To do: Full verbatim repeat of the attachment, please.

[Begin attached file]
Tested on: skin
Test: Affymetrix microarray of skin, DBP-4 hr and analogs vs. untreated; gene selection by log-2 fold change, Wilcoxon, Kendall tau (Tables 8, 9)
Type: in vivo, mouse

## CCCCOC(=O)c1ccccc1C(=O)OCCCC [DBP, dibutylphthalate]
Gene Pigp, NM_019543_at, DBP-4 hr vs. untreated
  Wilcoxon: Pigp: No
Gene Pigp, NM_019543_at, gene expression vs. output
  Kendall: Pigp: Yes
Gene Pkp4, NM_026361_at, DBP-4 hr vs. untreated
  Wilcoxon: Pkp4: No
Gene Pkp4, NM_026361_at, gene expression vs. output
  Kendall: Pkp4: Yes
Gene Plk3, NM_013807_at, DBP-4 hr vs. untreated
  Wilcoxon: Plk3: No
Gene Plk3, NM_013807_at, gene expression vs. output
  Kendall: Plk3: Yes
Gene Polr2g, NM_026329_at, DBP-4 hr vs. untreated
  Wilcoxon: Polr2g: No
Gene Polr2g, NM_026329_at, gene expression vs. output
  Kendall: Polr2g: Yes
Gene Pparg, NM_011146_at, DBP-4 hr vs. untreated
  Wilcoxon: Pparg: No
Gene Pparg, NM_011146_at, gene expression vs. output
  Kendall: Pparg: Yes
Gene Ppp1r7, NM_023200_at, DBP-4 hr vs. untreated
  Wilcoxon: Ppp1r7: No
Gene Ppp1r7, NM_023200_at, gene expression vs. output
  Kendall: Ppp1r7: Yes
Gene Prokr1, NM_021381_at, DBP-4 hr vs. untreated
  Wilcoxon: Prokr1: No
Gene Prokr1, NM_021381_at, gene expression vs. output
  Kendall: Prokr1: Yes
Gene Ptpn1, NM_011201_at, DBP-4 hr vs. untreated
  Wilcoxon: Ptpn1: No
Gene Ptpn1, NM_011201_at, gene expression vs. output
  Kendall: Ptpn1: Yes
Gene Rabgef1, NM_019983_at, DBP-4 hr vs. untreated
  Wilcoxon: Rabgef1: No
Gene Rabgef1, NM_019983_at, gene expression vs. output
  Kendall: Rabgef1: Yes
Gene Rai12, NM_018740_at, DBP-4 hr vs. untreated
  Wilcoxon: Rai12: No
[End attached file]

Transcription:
Tested on: skin
Test: Affymetrix microarray of skin, DBP-4 hr and analogs vs. untreated; gene selection by log-2 fold change, Wilcoxon, Kendall tau (Tables 8, 9)
Type: in vivo, mouse

## CCCCOC(=O)c1ccccc1C(=O)OCCCC [DBP, dibutylphthalate]
Gene Pigp, NM_019543_at, DBP-4 hr vs. untreated
  Wilcoxon: Pigp: No
Gene Pigp, NM_019543_at, gene expression vs. output
  Kendall: Pigp: Yes
Gene Pkp4, NM_026361_at, DBP-4 hr vs. untreated
  Wilcoxon: Pkp4: No
Gene Pkp4, NM_026361_at, gene expression vs. output
  Kendall: Pkp4: Yes
Gene Plk3, NM_013807_at, DBP-4 hr vs. untreated
  Wilcoxon: Plk3: No
Gene Plk3, NM_013807_at, gene expression vs. output
  Kendall: Plk3: Yes
Gene Polr2g, NM_026329_at, DBP-4 hr vs. untreated
  Wilcoxon: Polr2g: No
Gene Polr2g, NM_026329_at, gene expression vs. output
  Kendall: Polr2g: Yes
Gene Pparg, NM_011146_at, DBP-4 hr vs. untreated
  Wilcoxon: Pparg: No
Gene Pparg, NM_011146_at, gene expression vs. output
  Kendall: Pparg: Yes
Gene Ppp1r7, NM_023200_at, DBP-4 hr vs. untreated
  Wilcoxon: Ppp1r7: No
Gene Ppp1r7, NM_023200_at, gene expression vs. output
  Kendall: Ppp1r7: Yes
Gene Prokr1, NM_021381_at, DBP-4 hr vs. untreated
  Wilcoxon: Prokr1: No
Gene Prokr1, NM_021381_at, gene expression vs. output
  Kendall: Prokr1: Yes
Gene Ptpn1, NM_011201_at, DBP-4 hr vs. untreated
  Wilcoxon: Ptpn1: No
Gene Ptpn1, NM_011201_at, gene expression vs. output
  Kendall: Ptpn1: Yes
Gene Rabgef1, NM_019983_at, DBP-4 hr vs. untreated
  Wilcoxon: Rabgef1: No
Gene Rabgef1, NM_019983_at, gene expression vs. output
  Kendall: Rabgef1: Yes
Gene Rai12, NM_018740_at, DBP-4 hr vs. untreated
  Wilcoxon: Rai12: No